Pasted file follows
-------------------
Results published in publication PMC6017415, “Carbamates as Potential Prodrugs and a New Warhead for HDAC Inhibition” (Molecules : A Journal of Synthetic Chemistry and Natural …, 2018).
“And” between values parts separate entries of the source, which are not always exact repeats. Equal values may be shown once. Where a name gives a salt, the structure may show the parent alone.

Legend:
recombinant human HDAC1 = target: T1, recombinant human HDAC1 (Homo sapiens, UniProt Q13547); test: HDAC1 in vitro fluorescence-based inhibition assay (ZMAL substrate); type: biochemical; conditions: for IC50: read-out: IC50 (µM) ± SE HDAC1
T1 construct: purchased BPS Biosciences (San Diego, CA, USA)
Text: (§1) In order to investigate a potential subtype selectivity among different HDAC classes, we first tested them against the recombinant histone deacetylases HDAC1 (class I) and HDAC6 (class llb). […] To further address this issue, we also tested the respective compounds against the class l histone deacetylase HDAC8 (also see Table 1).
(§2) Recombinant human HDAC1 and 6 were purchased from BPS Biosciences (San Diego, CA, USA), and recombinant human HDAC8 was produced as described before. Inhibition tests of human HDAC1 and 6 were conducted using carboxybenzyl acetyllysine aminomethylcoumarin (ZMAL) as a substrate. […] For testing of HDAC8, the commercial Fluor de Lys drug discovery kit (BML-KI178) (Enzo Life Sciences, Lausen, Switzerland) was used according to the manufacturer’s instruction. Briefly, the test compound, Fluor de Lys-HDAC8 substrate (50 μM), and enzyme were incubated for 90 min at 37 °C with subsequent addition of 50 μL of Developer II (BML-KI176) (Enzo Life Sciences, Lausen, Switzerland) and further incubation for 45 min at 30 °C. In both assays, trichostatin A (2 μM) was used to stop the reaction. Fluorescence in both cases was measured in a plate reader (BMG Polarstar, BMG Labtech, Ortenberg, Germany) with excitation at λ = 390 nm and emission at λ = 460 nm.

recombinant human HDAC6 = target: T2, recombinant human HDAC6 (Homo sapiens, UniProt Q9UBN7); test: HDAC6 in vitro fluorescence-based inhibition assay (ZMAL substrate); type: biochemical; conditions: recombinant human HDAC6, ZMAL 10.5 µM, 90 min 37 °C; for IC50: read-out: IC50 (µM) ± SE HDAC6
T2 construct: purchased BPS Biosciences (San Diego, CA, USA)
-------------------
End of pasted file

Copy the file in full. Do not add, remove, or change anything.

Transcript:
Results published in publication PMC6017415, “Carbamates as Potential Prodrugs and a New Warhead for HDAC Inhibition” (Molecules : A Journal of Synthetic Chemistry and Natural …, 2018).
“And” between values parts separate entries of the source, which are not always exact repeats. Equal values may be shown once. Where a name gives a salt, the structure may show the parent alone.

Legend:
recombinant human HDAC1 = target: T1, recombinant human HDAC1 (Homo sapiens, UniProt Q13547); test: HDAC1 in vitro fluorescence-based inhibition assay (ZMAL substrate); type: biochemical; conditions: for IC50: read-out: IC50 (µM) ± SE HDAC1
T1 construct: purchased BPS Biosciences (San Diego, CA, USA)
Text: (§1) In order to investigate a potential subtype selectivity among different HDAC classes, we first tested them against the recombinant histone deacetylases HDAC1 (class I) and HDAC6 (class llb). […] To further address this issue, we also tested the respective compounds against the class l histone deacetylase HDAC8 (also see Table 1).
(§2) Recombinant human HDAC1 and 6 were purchased from BPS Biosciences (San Diego, CA, USA), and recombinant human HDAC8 was produced as described before. Inhibition tests of human HDAC1 and 6 were conducted using carboxybenzyl acetyllysine aminomethylcoumarin (ZMAL) as a substrate. […] For testing of HDAC8, the commercial Fluor de Lys drug discovery kit (BML-KI178) (Enzo Life Sciences, Lausen, Switzerland) was used according to the manufacturer’s instruction. Briefly, the test compound, Fluor de Lys-HDAC8 substrate (50 μM), and enzyme were incubated for 90 min at 37 °C with subsequent addition of 50 μL of Developer II (BML-KI176) (Enzo Life Sciences, Lausen, Switzerland) and further incubation for 45 min at 30 °C. In both assays, trichostatin A (2 μM) was used to stop the reaction. Fluorescence in both cases was measured in a plate reader (BMG Polarstar, BMG Labtech, Ortenberg, Germany) with excitation at λ = 390 nm and emission at λ = 460 nm.

recombinant human HDAC6 = target: T2, recombinant human HDAC6 (Homo sapiens, UniProt Q9UBN7); test: HDAC6 in vitro fluorescence-based inhibition assay (ZMAL substrate); type: biochemical; conditions: recombinant human HDAC6, ZMAL 10.5 µM, 90 min 37 °C; for IC50: read-out: IC50 (µM) ± SE HDAC6
T2 construct: purchased BPS Biosciences (San Diego, CA, USA)